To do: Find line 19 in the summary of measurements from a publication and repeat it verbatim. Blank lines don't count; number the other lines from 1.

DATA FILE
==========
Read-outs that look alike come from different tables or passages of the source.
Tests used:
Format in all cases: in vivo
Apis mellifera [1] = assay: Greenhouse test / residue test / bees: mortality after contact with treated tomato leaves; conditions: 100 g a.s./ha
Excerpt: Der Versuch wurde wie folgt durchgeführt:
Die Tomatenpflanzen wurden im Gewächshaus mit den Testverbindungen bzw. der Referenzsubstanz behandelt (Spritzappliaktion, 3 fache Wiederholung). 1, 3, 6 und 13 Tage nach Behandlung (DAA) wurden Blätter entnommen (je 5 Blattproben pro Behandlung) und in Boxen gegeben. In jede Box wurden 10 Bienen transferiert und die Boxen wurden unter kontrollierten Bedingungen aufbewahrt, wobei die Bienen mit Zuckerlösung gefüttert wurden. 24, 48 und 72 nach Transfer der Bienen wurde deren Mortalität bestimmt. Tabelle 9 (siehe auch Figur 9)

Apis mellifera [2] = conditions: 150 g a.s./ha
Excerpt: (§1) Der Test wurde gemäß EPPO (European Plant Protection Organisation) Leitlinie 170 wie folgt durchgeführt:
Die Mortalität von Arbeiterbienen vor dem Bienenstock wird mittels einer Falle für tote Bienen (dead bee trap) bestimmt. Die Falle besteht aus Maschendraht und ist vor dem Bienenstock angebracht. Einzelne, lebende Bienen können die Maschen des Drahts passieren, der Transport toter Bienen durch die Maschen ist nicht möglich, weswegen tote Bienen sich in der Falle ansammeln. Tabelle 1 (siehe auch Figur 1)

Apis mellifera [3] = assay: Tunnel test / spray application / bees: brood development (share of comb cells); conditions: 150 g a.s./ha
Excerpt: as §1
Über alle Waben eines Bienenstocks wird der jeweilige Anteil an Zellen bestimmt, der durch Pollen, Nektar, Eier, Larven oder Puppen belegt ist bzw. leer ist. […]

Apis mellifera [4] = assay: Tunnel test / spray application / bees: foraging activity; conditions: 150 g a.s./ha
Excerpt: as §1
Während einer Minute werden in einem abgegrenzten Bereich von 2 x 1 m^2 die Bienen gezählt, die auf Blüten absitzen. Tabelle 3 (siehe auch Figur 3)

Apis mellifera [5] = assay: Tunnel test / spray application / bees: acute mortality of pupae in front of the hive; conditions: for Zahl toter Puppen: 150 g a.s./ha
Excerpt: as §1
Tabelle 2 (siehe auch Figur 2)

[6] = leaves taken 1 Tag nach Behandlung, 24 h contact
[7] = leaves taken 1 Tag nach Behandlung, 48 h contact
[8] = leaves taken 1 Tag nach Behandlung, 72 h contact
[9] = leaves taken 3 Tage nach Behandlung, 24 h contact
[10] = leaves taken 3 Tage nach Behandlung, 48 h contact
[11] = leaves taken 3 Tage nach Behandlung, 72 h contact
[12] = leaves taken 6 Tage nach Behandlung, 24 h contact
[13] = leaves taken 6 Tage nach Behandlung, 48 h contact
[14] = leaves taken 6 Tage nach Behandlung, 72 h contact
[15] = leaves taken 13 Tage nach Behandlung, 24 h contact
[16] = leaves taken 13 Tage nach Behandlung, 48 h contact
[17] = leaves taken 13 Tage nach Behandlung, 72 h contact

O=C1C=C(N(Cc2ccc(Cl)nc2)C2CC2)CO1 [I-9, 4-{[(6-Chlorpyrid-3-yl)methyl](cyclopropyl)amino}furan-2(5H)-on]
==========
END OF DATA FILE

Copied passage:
[6] = leaves taken 1 Tag nach Behandlung, 24 h contact